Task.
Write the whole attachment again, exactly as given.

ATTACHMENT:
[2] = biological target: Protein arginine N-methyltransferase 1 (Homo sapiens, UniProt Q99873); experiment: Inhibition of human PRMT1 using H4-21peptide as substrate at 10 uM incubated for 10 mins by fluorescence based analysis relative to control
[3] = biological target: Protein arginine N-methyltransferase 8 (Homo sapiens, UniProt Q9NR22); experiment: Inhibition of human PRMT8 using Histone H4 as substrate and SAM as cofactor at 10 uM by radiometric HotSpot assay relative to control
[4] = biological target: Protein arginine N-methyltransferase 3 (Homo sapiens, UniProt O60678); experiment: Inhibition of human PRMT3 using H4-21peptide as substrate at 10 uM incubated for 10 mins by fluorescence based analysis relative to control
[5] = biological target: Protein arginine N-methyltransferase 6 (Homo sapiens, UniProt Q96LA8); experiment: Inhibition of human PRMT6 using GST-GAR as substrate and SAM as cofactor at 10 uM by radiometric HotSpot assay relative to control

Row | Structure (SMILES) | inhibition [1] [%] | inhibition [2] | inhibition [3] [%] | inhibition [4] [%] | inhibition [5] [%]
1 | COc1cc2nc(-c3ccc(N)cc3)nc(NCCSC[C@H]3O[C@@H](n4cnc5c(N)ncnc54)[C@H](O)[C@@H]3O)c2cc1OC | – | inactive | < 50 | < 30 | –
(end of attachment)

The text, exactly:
[2] = biological target: Protein arginine N-methyltransferase 1 (Homo sapiens, UniProt Q99873); experiment: Inhibition of human PRMT1 using H4-21peptide as substrate at 10 uM incubated for 10 mins by fluorescence based analysis relative to control
[3] = biological target: Protein arginine N-methyltransferase 8 (Homo sapiens, UniProt Q9NR22); experiment: Inhibition of human PRMT8 using Histone H4 as substrate and SAM as cofactor at 10 uM by radiometric HotSpot assay relative to control
[4] = biological target: Protein arginine N-methyltransferase 3 (Homo sapiens, UniProt O60678); experiment: Inhibition of human PRMT3 using H4-21peptide as substrate at 10 uM incubated for 10 mins by fluorescence based analysis relative to control
[5] = biological target: Protein arginine N-methyltransferase 6 (Homo sapiens, UniProt Q96LA8); experiment: Inhibition of human PRMT6 using GST-GAR as substrate and SAM as cofactor at 10 uM by radiometric HotSpot assay relative to control

Row | Structure (SMILES) | inhibition [1] [%] | inhibition [2] | inhibition [3] [%] | inhibition [4] [%] | inhibition [5] [%]
1 | COc1cc2nc(-c3ccc(N)cc3)nc(NCCSC[C@H]3O[C@@H](n4cnc5c(N)ncnc54)[C@H](O)[C@@H]3O)c2cc1OC | – | inactive | < 50 | < 30 | –